How to Play the Pentatonic Scale on Guitar
By Andy Aledort
For all guitar players, regardless of the styles of music they play, a thorough understanding of pentatonic scales—how to learn them and how to apply them in different musical contexts—is essential. For centuries, pentatonic scales have laid the foundation in the composing of primary melodic themes in every form of classical and popular music. These scales also are essential in regard to improvisation. So let's dig in!
What is the Pentatonic Scale?
A pentatonic scale is any scale that consists of five specific notes within a given octave, as the term pentatonic is defined in this way: penta means “five” and tonic means “tone.”
There are two forms of the pentatonic scale that are used most often: the minor pentatonic scale and the major pentatonic scale. The presence of minor and major pentatonic scales is apparent and essential in every type of music, from classical and jazz and all the way to rock and roll.
How to Play the Pentatonic Scale
Of the minor and major pentatonic scales, the minor pentatonic is much more common in regard to it’s reliance for improvisational guitar solos in blues and rock music. Let’s first look at the minor pentatonic scale and how it “falls” on the fretboard to the guitar.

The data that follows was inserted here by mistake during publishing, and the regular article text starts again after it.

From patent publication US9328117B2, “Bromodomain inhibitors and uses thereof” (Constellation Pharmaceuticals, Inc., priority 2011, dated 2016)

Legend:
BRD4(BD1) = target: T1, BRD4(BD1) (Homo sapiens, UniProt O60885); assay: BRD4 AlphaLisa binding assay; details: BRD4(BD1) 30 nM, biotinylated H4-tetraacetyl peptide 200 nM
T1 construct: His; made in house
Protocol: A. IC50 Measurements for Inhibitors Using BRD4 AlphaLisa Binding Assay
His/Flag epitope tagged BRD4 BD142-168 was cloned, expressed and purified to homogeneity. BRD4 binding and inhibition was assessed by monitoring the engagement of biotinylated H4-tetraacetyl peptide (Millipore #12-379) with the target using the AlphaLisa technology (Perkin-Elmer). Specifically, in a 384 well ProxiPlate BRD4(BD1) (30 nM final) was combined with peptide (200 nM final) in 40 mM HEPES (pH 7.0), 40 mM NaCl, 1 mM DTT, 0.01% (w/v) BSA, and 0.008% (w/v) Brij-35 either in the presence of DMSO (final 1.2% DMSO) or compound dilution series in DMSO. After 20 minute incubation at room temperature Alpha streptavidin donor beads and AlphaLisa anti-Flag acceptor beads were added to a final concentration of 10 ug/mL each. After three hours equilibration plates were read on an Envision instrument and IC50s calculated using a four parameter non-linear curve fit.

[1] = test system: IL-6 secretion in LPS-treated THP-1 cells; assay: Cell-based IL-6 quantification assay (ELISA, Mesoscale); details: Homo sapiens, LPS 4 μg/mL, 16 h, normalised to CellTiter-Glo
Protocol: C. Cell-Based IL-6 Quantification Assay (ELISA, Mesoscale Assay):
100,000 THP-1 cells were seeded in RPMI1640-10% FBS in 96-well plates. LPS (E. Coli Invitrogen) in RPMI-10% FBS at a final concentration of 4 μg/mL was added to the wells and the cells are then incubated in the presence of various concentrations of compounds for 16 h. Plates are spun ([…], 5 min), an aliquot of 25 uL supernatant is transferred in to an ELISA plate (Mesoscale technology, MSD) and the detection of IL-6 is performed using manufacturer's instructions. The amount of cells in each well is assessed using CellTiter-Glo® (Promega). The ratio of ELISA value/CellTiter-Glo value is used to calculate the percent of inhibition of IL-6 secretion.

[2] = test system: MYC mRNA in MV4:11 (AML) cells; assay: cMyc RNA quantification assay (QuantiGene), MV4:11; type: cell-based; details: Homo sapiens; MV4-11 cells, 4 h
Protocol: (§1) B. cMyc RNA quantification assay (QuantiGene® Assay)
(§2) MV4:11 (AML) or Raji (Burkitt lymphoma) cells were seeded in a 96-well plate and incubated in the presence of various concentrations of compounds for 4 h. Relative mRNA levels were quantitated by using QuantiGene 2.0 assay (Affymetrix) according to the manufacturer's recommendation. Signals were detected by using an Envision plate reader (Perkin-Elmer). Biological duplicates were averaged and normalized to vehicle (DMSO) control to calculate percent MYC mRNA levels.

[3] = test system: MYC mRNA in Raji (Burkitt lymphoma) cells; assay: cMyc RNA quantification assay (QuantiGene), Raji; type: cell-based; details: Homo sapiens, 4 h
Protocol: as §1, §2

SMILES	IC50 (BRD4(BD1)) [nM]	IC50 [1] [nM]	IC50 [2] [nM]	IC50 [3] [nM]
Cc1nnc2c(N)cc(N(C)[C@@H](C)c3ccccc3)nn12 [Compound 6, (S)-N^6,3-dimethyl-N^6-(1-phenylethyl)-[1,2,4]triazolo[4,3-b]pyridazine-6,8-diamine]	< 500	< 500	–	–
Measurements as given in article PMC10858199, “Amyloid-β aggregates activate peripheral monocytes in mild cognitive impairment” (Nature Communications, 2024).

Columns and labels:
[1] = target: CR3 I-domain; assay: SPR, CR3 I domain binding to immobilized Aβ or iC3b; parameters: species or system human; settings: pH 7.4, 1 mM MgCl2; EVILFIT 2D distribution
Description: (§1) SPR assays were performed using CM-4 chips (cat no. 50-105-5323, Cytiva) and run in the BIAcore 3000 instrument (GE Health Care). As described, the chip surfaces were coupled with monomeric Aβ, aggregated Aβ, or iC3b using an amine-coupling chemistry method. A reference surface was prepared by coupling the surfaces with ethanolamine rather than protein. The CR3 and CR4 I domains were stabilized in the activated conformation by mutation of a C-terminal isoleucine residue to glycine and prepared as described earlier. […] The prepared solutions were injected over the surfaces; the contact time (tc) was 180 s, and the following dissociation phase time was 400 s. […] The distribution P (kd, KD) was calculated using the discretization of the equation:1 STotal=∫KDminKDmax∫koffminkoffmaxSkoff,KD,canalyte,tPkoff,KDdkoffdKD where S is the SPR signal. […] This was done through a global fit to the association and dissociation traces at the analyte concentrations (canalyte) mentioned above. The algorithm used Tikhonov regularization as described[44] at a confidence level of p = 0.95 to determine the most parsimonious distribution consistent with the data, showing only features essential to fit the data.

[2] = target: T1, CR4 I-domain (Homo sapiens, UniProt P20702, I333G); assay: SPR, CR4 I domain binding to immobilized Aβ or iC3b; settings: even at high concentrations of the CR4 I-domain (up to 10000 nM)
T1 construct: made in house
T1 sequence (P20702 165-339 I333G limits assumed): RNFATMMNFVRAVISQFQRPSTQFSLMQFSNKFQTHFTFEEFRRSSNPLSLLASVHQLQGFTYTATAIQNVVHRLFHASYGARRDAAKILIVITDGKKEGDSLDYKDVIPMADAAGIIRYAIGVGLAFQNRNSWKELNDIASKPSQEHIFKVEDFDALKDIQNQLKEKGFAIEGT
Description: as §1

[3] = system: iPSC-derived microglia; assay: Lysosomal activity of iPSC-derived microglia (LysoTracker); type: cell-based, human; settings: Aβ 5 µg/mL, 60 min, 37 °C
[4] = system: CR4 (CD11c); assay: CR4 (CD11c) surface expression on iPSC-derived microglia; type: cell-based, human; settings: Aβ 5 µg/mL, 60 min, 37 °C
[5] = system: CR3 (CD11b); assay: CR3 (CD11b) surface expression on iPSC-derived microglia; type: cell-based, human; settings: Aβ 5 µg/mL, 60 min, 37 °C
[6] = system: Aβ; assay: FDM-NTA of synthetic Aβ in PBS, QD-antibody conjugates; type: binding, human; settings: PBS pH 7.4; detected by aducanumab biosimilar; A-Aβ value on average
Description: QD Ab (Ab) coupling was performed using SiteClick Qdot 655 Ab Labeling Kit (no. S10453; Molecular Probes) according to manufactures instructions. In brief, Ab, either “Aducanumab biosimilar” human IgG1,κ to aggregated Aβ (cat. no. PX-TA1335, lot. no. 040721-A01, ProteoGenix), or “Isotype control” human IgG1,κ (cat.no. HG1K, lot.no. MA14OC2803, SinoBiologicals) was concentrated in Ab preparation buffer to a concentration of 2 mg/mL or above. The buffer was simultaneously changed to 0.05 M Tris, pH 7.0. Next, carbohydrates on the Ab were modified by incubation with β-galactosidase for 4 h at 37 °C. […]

A great place to start is E minor pentatonic as played in first, or “open” position, so named for the inclusion of the open strings. The notes of the E minor pentatonic scale are E G A B D; intervallically, the scale is spelled: 1(root) b3(minor third) 4 5 b7(flatted seventh). See FIGURE 1:
FIGURE 2 illustrates E minor pentatonic in an extended form:
And FIGURE 3 represents the same pattern as FIGURE 1 but played in a “closed” position (without any open strings) one octave higher at the 12th fret:
The other popular five-tone scale used often for guitar soloing is pentatonic major. FIGURE 4, below, illustrates A pentatonic major and consists of the notes A B C# E F#; intervallically, the scale is spelled 1(root) ma2(major second) ma3(major third) 5 6(major sixth):
Now that you’ve learned the “closed'' positions for minor and major pentatonic, move these patterns to every fretboard position and practice the scales in all 12 keys.
Popular Songs that are Built from Pentatonic Scales